When Dolly Parton first tapped out the beat to her iconic song 9 to 5 more than forty years ago, a movement of working women was taking off. 9 to 5 the movie catapulted those women’s demands for rights and respect into the public debate, legitimizing the often-unspoken grievances of the growing women’s workforce.
We’ve seen some progress. Women are no longer restricted to a handful of occupations, and sexual harassment is no longer a personal shame but a public scandal. But the sensible reforms mentioned in the film — equal pay, childcare, flexible hours — are still out of reach. As Dolly says in the new documentary, Still Working 9 to 5, “It’s forty years later, and it’s still important.”
I know 9 to 5 well. I was friends with Jane Fonda from the antiwar movement, and my stories about organizing women office workers in our national association 9to5 and our union SEIU 925, inspired her to make the film, as she describes in the documentary made by Camille Hardman and Gary Lane. The documentary has delightful information about the film I didn’t know, along with insights on the fight for women’s equality.
A few highlights: It turns out that Lily Tomlin backed out twice because she didn’t think the script was funny; she eventually decided the opportunity to work with Fonda was too important to pass up. The studio was nervous because the film had three female leads and wanted a movie star as the boss; Bruce Gilbert, the producer and Fonda’s business partner, prevailed in casting Dabney Coleman in that role.
Lilly Ledbetter, who sued Goodyear Tire for sex discrimination in 1998 and for whom the 2009 Fair Pay Act is named, saw 9 to 5 when it came out. When she became a supervisor, some men resented taking orders from a woman and made her job difficult. She even feared for her life at times on the dangerous factory floor. She took comfort in the film. “I think back,” she says, “and Jane and Dolly and Lily encouraged me.”
And in a moment of bizarre self-awareness, Harvey Weinstein, an investor and producer of the 9 to 5 musical, explains why the production is a success: “It’s women’s emancipation. Secondly, it’s about women wanting to kill their boss. And third of all, I know that everyone in my company wants to kill me.”
Weinstein’s screen time aside, Still Working 9 to 5 is fun, including when the stars of the film, TV show, and musical deliver the messages: “Don’t put up with shit,” Allison Janney says. “Stand up for yourselves,” says Rita Moreno. “I’m not going to take it anymore!” Jane Fonda cries. Dolly summed it up: “It touched a nerve. It resonated with enough people that right out of the box it kept getting bigger and bigger.”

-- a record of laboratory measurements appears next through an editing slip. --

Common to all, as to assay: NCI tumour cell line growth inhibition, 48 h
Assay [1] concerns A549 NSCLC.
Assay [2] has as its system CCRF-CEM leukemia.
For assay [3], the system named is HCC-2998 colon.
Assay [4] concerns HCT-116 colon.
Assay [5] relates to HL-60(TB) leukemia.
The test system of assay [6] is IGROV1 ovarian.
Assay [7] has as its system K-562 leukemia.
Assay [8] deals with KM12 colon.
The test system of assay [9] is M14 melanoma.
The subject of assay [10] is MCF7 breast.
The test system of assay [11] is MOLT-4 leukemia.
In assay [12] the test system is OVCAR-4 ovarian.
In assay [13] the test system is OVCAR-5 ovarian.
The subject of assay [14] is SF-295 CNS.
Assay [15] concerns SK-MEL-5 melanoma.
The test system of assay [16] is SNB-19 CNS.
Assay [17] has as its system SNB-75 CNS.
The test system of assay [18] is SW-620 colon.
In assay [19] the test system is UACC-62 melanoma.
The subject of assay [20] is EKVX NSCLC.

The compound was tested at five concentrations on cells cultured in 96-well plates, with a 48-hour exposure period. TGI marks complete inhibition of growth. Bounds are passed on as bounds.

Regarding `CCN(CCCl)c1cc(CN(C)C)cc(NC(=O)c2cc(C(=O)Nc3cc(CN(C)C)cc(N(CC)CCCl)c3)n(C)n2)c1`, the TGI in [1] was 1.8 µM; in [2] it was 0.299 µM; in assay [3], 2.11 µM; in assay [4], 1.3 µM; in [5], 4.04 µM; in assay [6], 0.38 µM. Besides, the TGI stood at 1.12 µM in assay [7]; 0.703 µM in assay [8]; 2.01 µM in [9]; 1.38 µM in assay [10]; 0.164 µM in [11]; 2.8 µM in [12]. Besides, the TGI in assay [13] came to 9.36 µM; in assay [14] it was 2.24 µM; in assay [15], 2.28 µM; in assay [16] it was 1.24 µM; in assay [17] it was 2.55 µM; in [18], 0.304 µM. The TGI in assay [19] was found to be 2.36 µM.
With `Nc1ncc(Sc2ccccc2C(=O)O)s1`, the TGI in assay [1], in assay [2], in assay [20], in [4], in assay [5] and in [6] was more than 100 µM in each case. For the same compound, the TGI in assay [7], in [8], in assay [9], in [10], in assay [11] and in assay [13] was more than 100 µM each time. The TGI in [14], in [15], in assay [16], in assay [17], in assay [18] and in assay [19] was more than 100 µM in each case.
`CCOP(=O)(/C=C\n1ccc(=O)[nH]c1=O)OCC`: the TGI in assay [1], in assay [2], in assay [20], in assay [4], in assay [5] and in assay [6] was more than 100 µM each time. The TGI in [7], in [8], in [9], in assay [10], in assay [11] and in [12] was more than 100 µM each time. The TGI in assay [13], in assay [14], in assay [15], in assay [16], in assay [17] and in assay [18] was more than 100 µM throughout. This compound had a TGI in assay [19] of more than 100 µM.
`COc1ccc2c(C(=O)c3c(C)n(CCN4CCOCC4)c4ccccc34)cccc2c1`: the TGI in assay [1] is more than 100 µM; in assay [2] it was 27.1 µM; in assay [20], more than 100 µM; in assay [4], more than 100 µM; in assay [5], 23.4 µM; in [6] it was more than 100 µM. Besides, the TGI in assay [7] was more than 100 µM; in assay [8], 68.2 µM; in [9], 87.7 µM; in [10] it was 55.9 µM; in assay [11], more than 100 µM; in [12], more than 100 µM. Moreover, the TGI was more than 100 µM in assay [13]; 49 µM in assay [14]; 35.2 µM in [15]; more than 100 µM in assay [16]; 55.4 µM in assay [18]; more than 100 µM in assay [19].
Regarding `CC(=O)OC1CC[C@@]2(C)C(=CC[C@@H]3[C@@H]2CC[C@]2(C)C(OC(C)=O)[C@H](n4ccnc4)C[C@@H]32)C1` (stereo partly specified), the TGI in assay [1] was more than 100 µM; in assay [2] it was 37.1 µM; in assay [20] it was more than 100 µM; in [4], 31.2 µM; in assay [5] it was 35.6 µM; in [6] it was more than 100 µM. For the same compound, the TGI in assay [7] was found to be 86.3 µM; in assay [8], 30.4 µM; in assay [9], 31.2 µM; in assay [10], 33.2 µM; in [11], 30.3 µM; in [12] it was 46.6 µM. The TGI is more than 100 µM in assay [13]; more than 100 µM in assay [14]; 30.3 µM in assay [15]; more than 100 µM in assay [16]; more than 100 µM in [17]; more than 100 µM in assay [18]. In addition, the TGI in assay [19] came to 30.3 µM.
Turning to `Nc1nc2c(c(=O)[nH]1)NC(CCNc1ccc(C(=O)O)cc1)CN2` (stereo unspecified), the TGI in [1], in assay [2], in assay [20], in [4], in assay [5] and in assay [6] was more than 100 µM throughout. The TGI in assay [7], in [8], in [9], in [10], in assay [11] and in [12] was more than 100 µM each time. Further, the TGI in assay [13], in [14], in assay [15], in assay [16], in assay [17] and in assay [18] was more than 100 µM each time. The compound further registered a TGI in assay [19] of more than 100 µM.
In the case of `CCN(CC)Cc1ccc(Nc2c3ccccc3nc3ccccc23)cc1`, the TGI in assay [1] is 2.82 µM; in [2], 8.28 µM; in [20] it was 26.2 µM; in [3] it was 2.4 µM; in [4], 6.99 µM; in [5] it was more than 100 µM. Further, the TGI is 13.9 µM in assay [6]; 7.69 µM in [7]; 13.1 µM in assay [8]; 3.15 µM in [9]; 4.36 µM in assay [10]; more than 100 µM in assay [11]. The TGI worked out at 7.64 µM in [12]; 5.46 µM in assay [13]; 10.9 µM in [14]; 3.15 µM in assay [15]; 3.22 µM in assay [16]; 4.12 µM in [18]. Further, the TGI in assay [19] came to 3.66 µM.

Why does it resonate today?
Far fewer women are actually still working 9-to-5 these days. Secretaries and administrative assistants were the top occupation for women by a mile in 1980, and the occupation is still overwhelmingly women — 95 percent. But it now comes in fourth after teachers, nurses, and health aides as the top occupations for women, according to the US Department of Labor Women’s Bureau. More women may be working 7 AM to 3 PM, the evening shift, or have no fixed hours at all, while many office workers and professionals are on call long after the work day ends. But while the jobs and hours may have changed, the issues haven’t gone away.
In 2019, I met with about fifty working women in Milwaukee, Chicago, and Washington, DC, to get their thoughts on a possible sequel to 9 to 5. “We’re working more like 24-7, but I had to stand up and shout ten minutes into this film,” a woman named Brenda told me. “I couldn’t believe how many of the problems are still with us.”
“Childcare center? I feel like I have to hide the fact that I have kids,” said Sheila. One woman captured the anger of the Lily Tomlin character: “I have to swallow all the fury and frustration in order to just show up to the bullshit at work, because the bullshit pays the bills.”
Social scientists confirm that the agenda is unfinished. The Harvard Business Review reports that, since the 1990s, the move toward workplace gender equality has slowed:
Sociologist Paula England has called this phenomenon an uneven and stalled gender revolution, and there have been dozens of studies showing how the progress in gender equality experienced during and immediately after the feminist movement of the 1970s has not been sustained.
With the pandemic, the problem is not just a stalled agenda but a major setback. And with a supermajority of conservative judges on the Supreme Court, we’ll see the end of abortion rights and a likely erosion of workplace and civil rights for women and people of color.
This isn’t the first time American women have had to start over. Louis Menand, in his book The Free World: Art and Thought in the Cold World, writes, “By many measures, American women were worse off in 1963 than they had been in 1945 or even in 1920. In 1920, 20 percent of PhDs were awarded to women; in 1963, it was 11 percent. Forty-seven percent of college students were women in 1920; in 1963, 38 percent.” Women were largely absent in professions and public life. And even the gender pay gap was greater in 1963 than it had been in 1951.
It took social movements in the 1960s and 70s to restore progress to women who had lost so much ground and leap forward. The success of 9 to 5 in 1980 captured that momentum and promised a future of positive change — a promise that, as Still Working 9 to 5 will remind you, still hasn’t been fulfilled.